The Indian River Reptile & Dinosaur Park is the best drive-thru park adventure I have ever experienced anywhere in Ontario. It took about 30 minutes to drive through the whole park with over 50 life-like dinosaur exhibits on display. The kids and adults loved the self-guided tour where there were many opportunities to take close up pictures of our favourite dinosaurs. There are plenty of things to do at this place including shopping in the gift shop for reptile memorabilia, checking out the enormous collection of live reptiles, and also outdoor mini golf.

Greensides’ Farm

We continued to travel east along Highway 7 for about 30 minutes to reach our next destination of Greensides’ Farm located in Marmora, Ontario, but not before we took note of the wonderful scenic towns of Norwood and Havelock–where we stopped for a quick Tim Horton’s coffee. We eventually reached Greensides’ Farm and were greeted by a few patrons who directed us along a path, which led us through a beautiful walk with the Stations of the Cross honouring Jesus; which eventually led us to the top of a hill where a shrine had been built to honour the appearance of Mother Mary. At the shrine we said a few prayers for our family member who had recently passed away and paid tribute to the message of Jesus with the hope that world peace could be achieved one day.

Greensides' Farm, Marmora, Ontario, 
Religious Retreat, Mother Mary, Stations of the Cross, Jesus, Christian, Spiritual, Vacation
https://www.google.com/maps/place/Greensides+Farm/@44.4941182,-77.6320185,16z/data=!4m12!1m6!3m5!1s0x0:0xea6ae73844b3bafe!2sGreensides+Farm!8m2!3d44.4938886!4d-77.633027!3m4!1s0x0:0xea6ae73844b3bafe!8m2!3d44.4938886!4d-77.633027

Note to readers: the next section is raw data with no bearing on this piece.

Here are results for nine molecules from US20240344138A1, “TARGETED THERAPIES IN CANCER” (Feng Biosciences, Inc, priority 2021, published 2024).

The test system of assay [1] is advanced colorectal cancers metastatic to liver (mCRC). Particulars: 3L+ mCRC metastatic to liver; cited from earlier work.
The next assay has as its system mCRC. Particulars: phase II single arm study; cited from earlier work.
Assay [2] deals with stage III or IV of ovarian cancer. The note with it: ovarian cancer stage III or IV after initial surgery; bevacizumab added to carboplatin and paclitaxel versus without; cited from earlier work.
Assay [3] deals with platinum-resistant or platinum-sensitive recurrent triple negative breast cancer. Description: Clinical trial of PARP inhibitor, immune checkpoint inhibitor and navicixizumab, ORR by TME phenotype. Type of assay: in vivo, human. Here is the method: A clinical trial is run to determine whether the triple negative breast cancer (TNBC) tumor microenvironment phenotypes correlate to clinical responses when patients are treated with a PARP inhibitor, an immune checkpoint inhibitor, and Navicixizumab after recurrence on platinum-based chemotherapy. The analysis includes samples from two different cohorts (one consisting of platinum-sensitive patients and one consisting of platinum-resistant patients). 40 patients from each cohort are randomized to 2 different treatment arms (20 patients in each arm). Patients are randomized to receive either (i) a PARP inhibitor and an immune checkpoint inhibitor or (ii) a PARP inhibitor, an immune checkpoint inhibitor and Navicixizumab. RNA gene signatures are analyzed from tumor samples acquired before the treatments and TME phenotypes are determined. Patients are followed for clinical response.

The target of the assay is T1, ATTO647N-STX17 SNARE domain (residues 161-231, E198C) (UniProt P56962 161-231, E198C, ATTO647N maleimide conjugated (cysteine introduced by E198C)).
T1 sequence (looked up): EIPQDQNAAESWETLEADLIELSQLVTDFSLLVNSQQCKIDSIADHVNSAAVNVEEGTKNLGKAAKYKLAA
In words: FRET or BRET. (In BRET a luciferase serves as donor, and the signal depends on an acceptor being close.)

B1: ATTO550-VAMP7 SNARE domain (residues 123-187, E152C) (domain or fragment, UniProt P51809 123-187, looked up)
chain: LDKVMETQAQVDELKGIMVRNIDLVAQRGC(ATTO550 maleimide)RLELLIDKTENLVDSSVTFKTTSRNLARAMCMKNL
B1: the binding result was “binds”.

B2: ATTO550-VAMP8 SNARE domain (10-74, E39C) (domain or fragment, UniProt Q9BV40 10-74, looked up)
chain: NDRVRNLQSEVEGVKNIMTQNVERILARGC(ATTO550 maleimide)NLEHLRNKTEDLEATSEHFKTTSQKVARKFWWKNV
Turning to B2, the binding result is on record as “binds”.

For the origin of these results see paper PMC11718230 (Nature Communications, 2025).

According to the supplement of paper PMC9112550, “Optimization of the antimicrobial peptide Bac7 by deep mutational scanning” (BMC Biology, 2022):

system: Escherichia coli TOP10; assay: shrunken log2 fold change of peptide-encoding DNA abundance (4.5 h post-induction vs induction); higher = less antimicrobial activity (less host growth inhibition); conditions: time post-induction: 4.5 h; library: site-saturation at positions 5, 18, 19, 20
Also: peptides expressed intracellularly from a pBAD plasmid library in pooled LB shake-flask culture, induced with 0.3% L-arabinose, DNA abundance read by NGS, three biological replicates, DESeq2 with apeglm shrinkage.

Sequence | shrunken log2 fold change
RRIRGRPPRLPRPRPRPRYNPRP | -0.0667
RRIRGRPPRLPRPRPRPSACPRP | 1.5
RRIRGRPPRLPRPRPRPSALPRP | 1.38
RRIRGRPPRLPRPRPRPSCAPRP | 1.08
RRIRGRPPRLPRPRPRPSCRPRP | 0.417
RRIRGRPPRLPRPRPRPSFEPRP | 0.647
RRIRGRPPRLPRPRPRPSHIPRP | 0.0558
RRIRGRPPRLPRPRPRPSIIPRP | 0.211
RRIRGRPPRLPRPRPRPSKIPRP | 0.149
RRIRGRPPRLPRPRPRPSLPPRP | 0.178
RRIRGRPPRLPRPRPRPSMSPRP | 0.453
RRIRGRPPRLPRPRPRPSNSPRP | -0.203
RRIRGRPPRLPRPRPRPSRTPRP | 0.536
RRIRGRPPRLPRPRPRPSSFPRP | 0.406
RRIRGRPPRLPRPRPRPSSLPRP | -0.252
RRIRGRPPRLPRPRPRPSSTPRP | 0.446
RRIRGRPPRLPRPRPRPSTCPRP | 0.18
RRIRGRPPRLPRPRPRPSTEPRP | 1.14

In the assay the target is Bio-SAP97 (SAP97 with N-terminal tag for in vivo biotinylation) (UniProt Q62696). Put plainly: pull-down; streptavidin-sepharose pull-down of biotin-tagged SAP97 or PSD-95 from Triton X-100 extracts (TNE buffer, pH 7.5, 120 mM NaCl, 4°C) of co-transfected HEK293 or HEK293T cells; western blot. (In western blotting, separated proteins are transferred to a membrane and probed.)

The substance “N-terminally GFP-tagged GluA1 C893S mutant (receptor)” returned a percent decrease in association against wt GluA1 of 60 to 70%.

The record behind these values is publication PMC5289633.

Image By Matthew Lightstorm

Theo’s Pizzeria

Of course, after all the walking and hiking at Greensides’ Farm, we were ready to devour just about anything, but we were also very careful not to just settle for a mediocre meal. We had made the long journey and rightfully so, we thought that we should make an effort to find a most suitable establishment to eat great food. Our 10 minute online search led us to Theo’s Pizzeria which was conveniently located 4 minutes from the farm in the centre of the town of Marmora. (We also made a note that there is a scenic Marmora Mine to visit next time we are travelling to the area.) We arrived at Theo’s Pizzeria with great enthusiasm and were thrilled with all of the unique menu items. We ordered burgers, Hawaiian pizza, sweet potato fries, gourmet dipping sauces and the rest was a food extravaganza of flavour and delight. Best of all, looking through the large glass window into this quiet little town, made the food experience that much cozier and pleasurable.

Theo's Pizza, Marmora, Ontario, Pizza, Pizzeria, Food, Vacation, Cozy, Casual Dining, Take-Out
https://www.google.com/maps/place/Theos+Pizzeria/@44.4823661,-77.6831537,17z/data=!4m22!1m16!4m15!1m6!1m2!1s0x4cd35b34ceb69bdd:0x7b0393d97c237532!2sTheos+Pizzeria,+20+Forsyth+St,+Marmora,+ON+K0K+2M0!2m2!1d-77.6826149!2d44.4834966!1m6!1m2!1s0x4cd34574e32f496f:0xea6ae73844b3bafe!2sGreensides+Farm,+15+Greenside+Ln,+Marmora,+ON+K0K+2M0!2m2!1d-77.633027!2d44.4938886!3e0!3m4!1s0x4cd35b34ceb69bdd:0x7b0393d97c237532!8m2!3d44.4834966!4d-77.6826149
Image By Matthew Lightstorm

Next time you’re looking to do something closer to home and off the beaten track, think about taking the ultimate day tour in Eastern Ontario–Dinosaurs, Jesus and Pizza. Sometimes we can be pleasantly surprised by the hidden gems we find along the journey and the vacation begins to unfold in ways unexpected. Let us know what you think about our travel stories and how you can relate with your new discoveries while travelling?